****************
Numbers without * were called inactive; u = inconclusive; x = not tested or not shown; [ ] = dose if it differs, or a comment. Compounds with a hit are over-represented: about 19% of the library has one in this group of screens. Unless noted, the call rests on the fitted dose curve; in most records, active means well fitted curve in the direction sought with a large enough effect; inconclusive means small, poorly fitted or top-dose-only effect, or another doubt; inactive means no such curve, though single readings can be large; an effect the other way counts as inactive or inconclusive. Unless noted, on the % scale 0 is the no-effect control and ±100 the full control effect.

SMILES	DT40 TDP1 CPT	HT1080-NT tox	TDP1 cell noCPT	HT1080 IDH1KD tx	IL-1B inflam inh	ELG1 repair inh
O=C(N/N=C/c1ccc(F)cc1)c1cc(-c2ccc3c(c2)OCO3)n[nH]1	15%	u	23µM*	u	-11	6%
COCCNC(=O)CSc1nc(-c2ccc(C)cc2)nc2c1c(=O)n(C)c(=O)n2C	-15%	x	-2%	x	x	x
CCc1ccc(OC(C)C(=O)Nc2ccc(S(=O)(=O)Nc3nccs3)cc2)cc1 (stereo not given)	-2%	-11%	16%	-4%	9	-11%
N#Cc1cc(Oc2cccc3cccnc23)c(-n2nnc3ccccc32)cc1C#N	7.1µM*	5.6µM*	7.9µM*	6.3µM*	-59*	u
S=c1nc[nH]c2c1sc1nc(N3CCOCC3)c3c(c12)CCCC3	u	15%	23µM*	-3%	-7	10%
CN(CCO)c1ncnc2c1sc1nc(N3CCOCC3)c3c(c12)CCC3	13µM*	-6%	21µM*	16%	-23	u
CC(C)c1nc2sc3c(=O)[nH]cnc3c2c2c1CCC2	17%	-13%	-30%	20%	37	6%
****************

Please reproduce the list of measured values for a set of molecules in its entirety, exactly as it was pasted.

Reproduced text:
Numbers without * were called inactive; u = inconclusive; x = not tested or not shown; [ ] = dose if it differs, or a comment. Compounds with a hit are over-represented: about 19% of the library has one in this group of screens. Unless noted, the call rests on the fitted dose curve; in most records, active means well fitted curve in the direction sought with a large enough effect; inconclusive means small, poorly fitted or top-dose-only effect, or another doubt; inactive means no such curve, though single readings can be large; an effect the other way counts as inactive or inconclusive. Unless noted, on the % scale 0 is the no-effect control and ±100 the full control effect.

SMILES	DT40 TDP1 CPT	HT1080-NT tox	TDP1 cell noCPT	HT1080 IDH1KD tx	IL-1B inflam inh	ELG1 repair inh
O=C(N/N=C/c1ccc(F)cc1)c1cc(-c2ccc3c(c2)OCO3)n[nH]1	15%	u	23µM*	u	-11	6%
COCCNC(=O)CSc1nc(-c2ccc(C)cc2)nc2c1c(=O)n(C)c(=O)n2C	-15%	x	-2%	x	x	x
CCc1ccc(OC(C)C(=O)Nc2ccc(S(=O)(=O)Nc3nccs3)cc2)cc1 (stereo not given)	-2%	-11%	16%	-4%	9	-11%
N#Cc1cc(Oc2cccc3cccnc23)c(-n2nnc3ccccc32)cc1C#N	7.1µM*	5.6µM*	7.9µM*	6.3µM*	-59*	u
S=c1nc[nH]c2c1sc1nc(N3CCOCC3)c3c(c12)CCCC3	u	15%	23µM*	-3%	-7	10%
CN(CCO)c1ncnc2c1sc1nc(N3CCOCC3)c3c(c12)CCC3	13µM*	-6%	21µM*	16%	-23	u
CC(C)c1nc2sc3c(=O)[nH]cnc3c2c2c1CCC2	17%	-13%	-30%	20%	37	6%